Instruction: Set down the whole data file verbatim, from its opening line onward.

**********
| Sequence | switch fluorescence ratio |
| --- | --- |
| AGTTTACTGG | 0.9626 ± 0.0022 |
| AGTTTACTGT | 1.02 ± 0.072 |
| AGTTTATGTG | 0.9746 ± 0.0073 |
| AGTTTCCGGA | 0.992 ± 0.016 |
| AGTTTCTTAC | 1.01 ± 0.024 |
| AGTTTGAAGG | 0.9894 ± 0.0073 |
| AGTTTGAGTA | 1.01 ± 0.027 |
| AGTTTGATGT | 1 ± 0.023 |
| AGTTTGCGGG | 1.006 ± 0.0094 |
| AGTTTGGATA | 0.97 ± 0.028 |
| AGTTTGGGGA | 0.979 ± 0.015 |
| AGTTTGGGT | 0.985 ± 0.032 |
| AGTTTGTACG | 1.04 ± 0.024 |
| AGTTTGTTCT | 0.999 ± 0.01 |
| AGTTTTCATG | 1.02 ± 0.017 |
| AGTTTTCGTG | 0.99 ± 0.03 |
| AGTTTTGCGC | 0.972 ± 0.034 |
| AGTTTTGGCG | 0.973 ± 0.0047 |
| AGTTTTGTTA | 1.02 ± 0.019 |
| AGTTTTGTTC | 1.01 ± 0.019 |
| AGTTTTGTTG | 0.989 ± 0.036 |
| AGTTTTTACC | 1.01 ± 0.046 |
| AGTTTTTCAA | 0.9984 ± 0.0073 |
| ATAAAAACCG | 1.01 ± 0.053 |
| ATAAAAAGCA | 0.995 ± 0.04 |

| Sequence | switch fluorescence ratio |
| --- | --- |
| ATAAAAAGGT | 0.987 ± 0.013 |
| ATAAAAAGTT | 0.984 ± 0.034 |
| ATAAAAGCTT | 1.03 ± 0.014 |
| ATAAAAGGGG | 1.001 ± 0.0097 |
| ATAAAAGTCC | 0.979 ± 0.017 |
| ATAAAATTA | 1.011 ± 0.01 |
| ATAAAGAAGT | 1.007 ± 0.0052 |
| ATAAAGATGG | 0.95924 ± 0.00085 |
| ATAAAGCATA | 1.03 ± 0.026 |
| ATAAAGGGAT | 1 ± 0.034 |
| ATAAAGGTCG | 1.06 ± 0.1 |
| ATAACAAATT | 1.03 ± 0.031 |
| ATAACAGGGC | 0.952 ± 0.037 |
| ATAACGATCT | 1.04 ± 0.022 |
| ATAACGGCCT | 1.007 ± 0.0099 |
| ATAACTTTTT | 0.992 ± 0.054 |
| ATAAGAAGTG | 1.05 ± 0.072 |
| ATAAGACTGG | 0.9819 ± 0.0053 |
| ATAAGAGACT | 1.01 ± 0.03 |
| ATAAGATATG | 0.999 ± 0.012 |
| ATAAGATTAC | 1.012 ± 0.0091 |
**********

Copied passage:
| Sequence | switch fluorescence ratio |
| --- | --- |
| AGTTTACTGG | 0.9626 ± 0.0022 |
| AGTTTACTGT | 1.02 ± 0.072 |
| AGTTTATGTG | 0.9746 ± 0.0073 |
| AGTTTCCGGA | 0.992 ± 0.016 |
| AGTTTCTTAC | 1.01 ± 0.024 |
| AGTTTGAAGG | 0.9894 ± 0.0073 |
| AGTTTGAGTA | 1.01 ± 0.027 |
| AGTTTGATGT | 1 ± 0.023 |
| AGTTTGCGGG | 1.006 ± 0.0094 |
| AGTTTGGATA | 0.97 ± 0.028 |
| AGTTTGGGGA | 0.979 ± 0.015 |
| AGTTTGGGT | 0.985 ± 0.032 |
| AGTTTGTACG | 1.04 ± 0.024 |
| AGTTTGTTCT | 0.999 ± 0.01 |
| AGTTTTCATG | 1.02 ± 0.017 |
| AGTTTTCGTG | 0.99 ± 0.03 |
| AGTTTTGCGC | 0.972 ± 0.034 |
| AGTTTTGGCG | 0.973 ± 0.0047 |
| AGTTTTGTTA | 1.02 ± 0.019 |
| AGTTTTGTTC | 1.01 ± 0.019 |
| AGTTTTGTTG | 0.989 ± 0.036 |
| AGTTTTTACC | 1.01 ± 0.046 |
| AGTTTTTCAA | 0.9984 ± 0.0073 |
| ATAAAAACCG | 1.01 ± 0.053 |
| ATAAAAAGCA | 0.995 ± 0.04 |

| Sequence | switch fluorescence ratio |
| --- | --- |
| ATAAAAAGGT | 0.987 ± 0.013 |
| ATAAAAAGTT | 0.984 ± 0.034 |
| ATAAAAGCTT | 1.03 ± 0.014 |
| ATAAAAGGGG | 1.001 ± 0.0097 |
| ATAAAAGTCC | 0.979 ± 0.017 |
| ATAAAATTA | 1.011 ± 0.01 |
| ATAAAGAAGT | 1.007 ± 0.0052 |
| ATAAAGATGG | 0.95924 ± 0.00085 |
| ATAAAGCATA | 1.03 ± 0.026 |
| ATAAAGGGAT | 1 ± 0.034 |
| ATAAAGGTCG | 1.06 ± 0.1 |
| ATAACAAATT | 1.03 ± 0.031 |
| ATAACAGGGC | 0.952 ± 0.037 |
| ATAACGATCT | 1.04 ± 0.022 |
| ATAACGGCCT | 1.007 ± 0.0099 |
| ATAACTTTTT | 0.992 ± 0.054 |
| ATAAGAAGTG | 1.05 ± 0.072 |
| ATAAGACTGG | 0.9819 ± 0.0053 |
| ATAAGAGACT | 1.01 ± 0.03 |
| ATAAGATATG | 0.999 ± 0.012 |
| ATAAGATTAC | 1.012 ± 0.0091 |